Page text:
Ole Miss leads SEC in rushing offense

By Parrish Alford/NEMS Daily Journal

OXFORD – Derrick Nix, the only holdover from the previous Ole Miss coaching staff, had a little more faith in the Hugh Freeze offense than did Hugh Freeze.
With that faith, Nix says it’s no shock that the Rebels lead the SEC in rushing a third of the way into the season. They are 11th in the country, averaging 259.8 yards a game.
“No, not at all,” says Nix, who coaches running backs. “The plan we put together, the style of offense we run … it’s built for us to be able to run the football and make plays for our running backs, our quarterbacks.”
Ole Miss has twice surpassed 300 yards in rushing, most recently last Saturday when it put up 304 yards in a 39-0 win over Tulane.
Impressive in the onslaught was the fact that the leading Ole Miss rusher, backup quarterback Barry Brunetti, had just 67 net yards.
Five players had 30 yards or more, and of 10 players to share 53 carries, only two averaged fewer than 4.5 yards per attempt.
Freeze, the architect, surveyed the landscape in the spring with an uneasy feeling, particularly with his offensive line.
“I’d have to say yes, I’m surprised. Coach (Matt) Luke has done a great job of getting the kids we have better, but we’ve not played the likes of Alabama and many others in the conference yet,” Freeze said.
SEC play begins Saturday night at No. 1 Alabama. While the Rebels are the last team to begin conference play, they do have an SEC-caliber measuring stick to draw on and were able to rush for 170 yards against Texas.
Running backs Randall Mackey scored on a 3-yard run, Jeff Scott on a 48-yard run.
“We have a lot of good running backs, Jeff Scott, a scatback, he can do just about everything. Randall Mackey, he’s played quarterback, he’s doing good, myself and I’Tavius Mathers, Nick Parker, we’ve got a pretty good depth chart,” freshman Jaylen Walton said.
Freeze announced Mackey’s move from quarterback to running back on the eve of camp. That immediately gave credible depth to a position where only Scott – last year’s leading rusher with 479 yards – returned with any measurable experience.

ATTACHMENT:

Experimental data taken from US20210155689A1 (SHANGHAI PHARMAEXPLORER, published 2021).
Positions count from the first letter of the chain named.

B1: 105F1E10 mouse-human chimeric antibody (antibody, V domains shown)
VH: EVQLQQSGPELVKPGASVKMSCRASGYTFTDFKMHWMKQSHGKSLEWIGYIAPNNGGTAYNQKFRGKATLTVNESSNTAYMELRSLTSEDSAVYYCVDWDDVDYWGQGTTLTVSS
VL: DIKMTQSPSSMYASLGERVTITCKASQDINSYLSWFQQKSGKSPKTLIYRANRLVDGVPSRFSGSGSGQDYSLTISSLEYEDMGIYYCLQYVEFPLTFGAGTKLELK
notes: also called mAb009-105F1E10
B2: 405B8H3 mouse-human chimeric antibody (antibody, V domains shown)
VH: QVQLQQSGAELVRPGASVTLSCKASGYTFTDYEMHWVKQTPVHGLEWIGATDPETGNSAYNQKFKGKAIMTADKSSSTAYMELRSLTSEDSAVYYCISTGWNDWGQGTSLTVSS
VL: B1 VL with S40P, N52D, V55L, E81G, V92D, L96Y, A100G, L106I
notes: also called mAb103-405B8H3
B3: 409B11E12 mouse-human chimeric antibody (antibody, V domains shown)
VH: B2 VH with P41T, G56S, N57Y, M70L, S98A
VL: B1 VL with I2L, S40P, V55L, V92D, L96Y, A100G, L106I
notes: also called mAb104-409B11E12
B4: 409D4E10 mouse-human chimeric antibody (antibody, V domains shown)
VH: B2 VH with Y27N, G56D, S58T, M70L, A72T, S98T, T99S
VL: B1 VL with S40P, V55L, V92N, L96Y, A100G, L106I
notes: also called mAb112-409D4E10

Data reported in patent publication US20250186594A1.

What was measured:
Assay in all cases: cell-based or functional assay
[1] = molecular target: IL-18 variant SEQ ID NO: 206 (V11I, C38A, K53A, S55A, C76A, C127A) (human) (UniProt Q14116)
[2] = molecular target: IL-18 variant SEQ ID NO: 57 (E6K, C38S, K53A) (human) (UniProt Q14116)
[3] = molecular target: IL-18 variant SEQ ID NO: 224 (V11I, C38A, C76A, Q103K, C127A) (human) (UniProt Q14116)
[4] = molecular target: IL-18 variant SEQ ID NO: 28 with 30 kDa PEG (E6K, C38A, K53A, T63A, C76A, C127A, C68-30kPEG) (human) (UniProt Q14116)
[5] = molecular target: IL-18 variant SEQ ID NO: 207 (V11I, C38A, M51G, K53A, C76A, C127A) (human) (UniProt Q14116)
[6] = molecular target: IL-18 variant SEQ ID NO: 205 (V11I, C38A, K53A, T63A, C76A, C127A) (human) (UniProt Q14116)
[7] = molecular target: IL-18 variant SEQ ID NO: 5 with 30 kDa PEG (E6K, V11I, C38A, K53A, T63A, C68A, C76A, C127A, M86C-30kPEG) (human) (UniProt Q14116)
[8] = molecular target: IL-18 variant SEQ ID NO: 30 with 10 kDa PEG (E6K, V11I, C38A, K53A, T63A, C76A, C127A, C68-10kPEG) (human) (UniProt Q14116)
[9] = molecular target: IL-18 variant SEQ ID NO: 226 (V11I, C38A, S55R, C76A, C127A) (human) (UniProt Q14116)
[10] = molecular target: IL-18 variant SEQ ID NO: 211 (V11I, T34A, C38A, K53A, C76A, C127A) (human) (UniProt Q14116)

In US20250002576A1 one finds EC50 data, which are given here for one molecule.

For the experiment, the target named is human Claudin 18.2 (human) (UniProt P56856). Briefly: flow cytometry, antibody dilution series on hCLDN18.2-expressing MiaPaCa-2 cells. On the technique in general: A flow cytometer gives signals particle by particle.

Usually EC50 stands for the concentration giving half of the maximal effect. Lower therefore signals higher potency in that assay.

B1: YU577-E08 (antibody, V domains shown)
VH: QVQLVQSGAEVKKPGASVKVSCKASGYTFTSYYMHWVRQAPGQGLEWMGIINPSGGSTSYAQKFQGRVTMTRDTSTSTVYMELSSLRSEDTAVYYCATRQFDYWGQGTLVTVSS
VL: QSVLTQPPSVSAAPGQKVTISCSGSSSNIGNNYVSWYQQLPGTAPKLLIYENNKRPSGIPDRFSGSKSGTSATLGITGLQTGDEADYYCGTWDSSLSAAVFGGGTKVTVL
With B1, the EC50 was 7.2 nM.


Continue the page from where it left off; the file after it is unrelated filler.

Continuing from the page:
Freeze said in the off-season that signees I’Tavius Mathers and Walton would have opportunities to play, and they haven’t disappointed.
Mathers is averaging almost 6 yards a carry, and the Tulane game was Walton’s first without a touchdown. He’s scored on a 10-yard run, a 51-yard pass and a 100-yard kick return.
It’s Scott, though, who has become the focal point. After missing the opener with an injury, he’s become the SEC’s fifth-leading rusher with 89.3 yards a game.
“The guys we have at running back are talented. Coach Luke did a good job with us in the spring and in camp, and our scheme helps us,” offensive tackle Emmanuel McCray said. “We’re high-tempo, and we spread the defense out. That helps us a lot.”
The Rebels are hopefully for similar success against Alabama, which has given up just one rushing touchdown this season. The Crimson Tide is allowing 62.3 rushing yards a game, sixth nationally, second in the SEC.
Ole Miss is also trying to improve its ball-protection. The rushing yardage at Tulane might have been more had the Rebels not fumbled six times and lost possession three times.
Nix said the running game was one of the team’s big concerns going into the season. Once he began to see how the young guys could contribute this season, he envisioned what the run game could become.
“The young guys are not there all the way, but they’re progressing,” Nix said. “This has not been a shock so far. We expect it every time we go out on the field.”

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